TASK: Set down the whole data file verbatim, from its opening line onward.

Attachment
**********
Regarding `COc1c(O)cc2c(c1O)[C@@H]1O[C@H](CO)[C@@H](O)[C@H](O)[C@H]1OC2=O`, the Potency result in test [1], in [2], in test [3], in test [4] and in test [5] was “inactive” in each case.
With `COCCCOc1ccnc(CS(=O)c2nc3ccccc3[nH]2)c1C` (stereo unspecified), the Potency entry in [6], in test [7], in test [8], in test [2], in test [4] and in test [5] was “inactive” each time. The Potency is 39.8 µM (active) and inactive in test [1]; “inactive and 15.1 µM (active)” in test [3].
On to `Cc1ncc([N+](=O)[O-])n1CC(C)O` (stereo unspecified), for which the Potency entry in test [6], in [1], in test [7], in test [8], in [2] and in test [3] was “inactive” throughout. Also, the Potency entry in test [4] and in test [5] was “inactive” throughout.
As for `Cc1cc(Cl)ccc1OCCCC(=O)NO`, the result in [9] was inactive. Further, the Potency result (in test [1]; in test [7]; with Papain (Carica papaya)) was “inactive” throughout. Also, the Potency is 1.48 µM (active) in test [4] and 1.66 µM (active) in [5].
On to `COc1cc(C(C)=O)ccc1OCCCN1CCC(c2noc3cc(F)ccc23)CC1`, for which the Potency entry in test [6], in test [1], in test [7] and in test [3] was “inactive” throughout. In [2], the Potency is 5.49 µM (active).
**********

Regarding `COc1c(O)cc2c(c1O)[C@@H]1O[C@H](CO)[C@@H](O)[C@H](O)[C@H]1OC2=O`, the Potency result in test [1], in [2], in test [3], in test [4] and in test [5] was “inactive” in each case.
With `COCCCOc1ccnc(CS(=O)c2nc3ccccc3[nH]2)c1C` (stereo unspecified), the Potency entry in [6], in test [7], in test [8], in test [2], in test [4] and in test [5] was “inactive” each time. The Potency is 39.8 µM (active) and inactive in test [1]; “inactive and 15.1 µM (active)” in test [3].
On to `Cc1ncc([N+](=O)[O-])n1CC(C)O` (stereo unspecified), for which the Potency entry in test [6], in [1], in test [7], in test [8], in [2] and in test [3] was “inactive” throughout. Also, the Potency entry in test [4] and in test [5] was “inactive” throughout.
As for `Cc1cc(Cl)ccc1OCCCC(=O)NO`, the result in [9] was inactive. Further, the Potency result (in test [1]; in test [7]; with Papain (Carica papaya)) was “inactive” throughout. Also, the Potency is 1.48 µM (active) in test [4] and 1.66 µM (active) in [5].
On to `COc1cc(C(C)=O)ccc1OCCCN1CCC(c2noc3cc(F)ccc23)CC1`, for which the Potency entry in test [6], in test [1], in test [7] and in test [3] was “inactive” throughout. In [2], the Potency is 5.49 µM (active).